College Smokers Stay Smokers

Few College Students Stop Smoking Years Later

Medically Reviewed by Michael W. Smith, MD on April 16, 2004
From the WebMD Archives

April 16, 2004 -- More than 90% of college students who smoke daily and nearly 50% of occasional college smokers continue smoking at least four years longer, according to a new study.

Researchers say that despite the fact that smoking rates have climbed among college students in recent years, few studies have looked at smoking behaviors among this group of young adults.

Recent studies have shown that smoking rates are surprisingly high among college students with about 30% having reported smoking a cigarette in the last 30 days. In contrast, older adults with higher educational status are less likely to smoke than those who didn't attend college.

College Smoking Habits Die Hard

In this study, which appears in the March issue of Health Psychology, researchers looked at smoking prevalence and factors that affected smoking behavior in a group of 550 college students during a period of four years. About 30% of the participants were freshmen or sophomore students.

Researchers found that 90% of the students who smoked daily at the start of the study continued to smoke four years later, and half of those who smoked occasionally did the same. Only 13% of daily smokers quit smoking by the end of the study.

But the study also showed that the smoking behavior of college smokers was generally more flexible than among other groups of smokers. For example, 28% of daily college smokers cut back on the number of cigarettes they smoked per day but did not quit.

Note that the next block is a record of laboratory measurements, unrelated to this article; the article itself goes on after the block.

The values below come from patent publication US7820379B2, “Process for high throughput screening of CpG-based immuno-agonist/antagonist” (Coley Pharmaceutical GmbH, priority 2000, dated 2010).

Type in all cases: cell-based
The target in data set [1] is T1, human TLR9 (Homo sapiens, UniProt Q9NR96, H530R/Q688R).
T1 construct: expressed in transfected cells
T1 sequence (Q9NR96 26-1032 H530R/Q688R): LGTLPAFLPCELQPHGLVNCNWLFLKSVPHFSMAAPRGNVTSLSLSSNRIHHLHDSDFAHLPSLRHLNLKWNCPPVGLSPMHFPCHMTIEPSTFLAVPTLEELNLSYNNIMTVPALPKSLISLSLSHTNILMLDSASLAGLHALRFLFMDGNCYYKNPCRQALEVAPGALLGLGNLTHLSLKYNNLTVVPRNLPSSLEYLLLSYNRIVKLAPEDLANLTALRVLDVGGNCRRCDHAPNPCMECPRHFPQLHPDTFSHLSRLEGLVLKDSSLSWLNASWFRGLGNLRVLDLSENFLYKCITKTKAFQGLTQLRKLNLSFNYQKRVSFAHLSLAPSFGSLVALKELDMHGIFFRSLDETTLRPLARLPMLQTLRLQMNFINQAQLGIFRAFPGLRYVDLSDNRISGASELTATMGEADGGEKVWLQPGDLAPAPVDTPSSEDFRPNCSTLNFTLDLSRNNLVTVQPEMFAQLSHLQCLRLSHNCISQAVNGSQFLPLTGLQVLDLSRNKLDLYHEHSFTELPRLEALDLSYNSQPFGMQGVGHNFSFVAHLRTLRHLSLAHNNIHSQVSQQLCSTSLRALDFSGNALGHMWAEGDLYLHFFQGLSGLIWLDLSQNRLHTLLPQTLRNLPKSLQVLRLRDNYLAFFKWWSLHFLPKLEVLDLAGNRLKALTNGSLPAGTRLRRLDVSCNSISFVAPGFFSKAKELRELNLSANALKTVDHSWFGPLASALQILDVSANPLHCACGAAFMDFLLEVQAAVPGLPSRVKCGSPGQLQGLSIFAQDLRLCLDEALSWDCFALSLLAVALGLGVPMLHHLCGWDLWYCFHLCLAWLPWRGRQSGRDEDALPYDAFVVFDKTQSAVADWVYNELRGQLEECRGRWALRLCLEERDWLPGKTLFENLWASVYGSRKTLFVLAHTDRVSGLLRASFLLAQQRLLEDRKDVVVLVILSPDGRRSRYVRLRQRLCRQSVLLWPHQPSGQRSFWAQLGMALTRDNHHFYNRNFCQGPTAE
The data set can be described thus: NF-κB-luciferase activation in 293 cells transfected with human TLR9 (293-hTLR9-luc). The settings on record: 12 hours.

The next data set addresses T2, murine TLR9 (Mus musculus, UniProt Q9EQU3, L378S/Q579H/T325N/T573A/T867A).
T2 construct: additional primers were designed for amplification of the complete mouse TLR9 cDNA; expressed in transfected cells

"We also found that some college smokers did move between categories --14% of occasional smokers became daily smokers, and 11% of nonsmokers took up smoking," says researcher Michael Fiore, director of the University of Wisconsin Center for Tobacco Research and Intervention, in a news release. He says progression from occasional smoking to daily smoking seemed to be gender-related, with more males than females making the switch to becoming more avid smokers.

Researchers say those findings show that college smokers may be a prime target for smoking cessation and tobacco control efforts. The strongest factor that predicted smoking behaviors was the student's expectations about smoking. Those who believed that smoking helped them cope or had a beneficial emotional effect were more likely to continue smoking.

"Helping students to develop realistic expectations about smoking and to find other ways to cope with negative feelings may be helpful in reducing dependence upon smoking," says Fiore. "This is critical since we know that half of those who become daily lifetime smokers will be killed prematurely by a disease directly caused by their smoking."

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SOURCES: Wetter, D. Health Psychology, March 2004; vol 23: pp 168-177. News release, University of Wisconsin, Madison.

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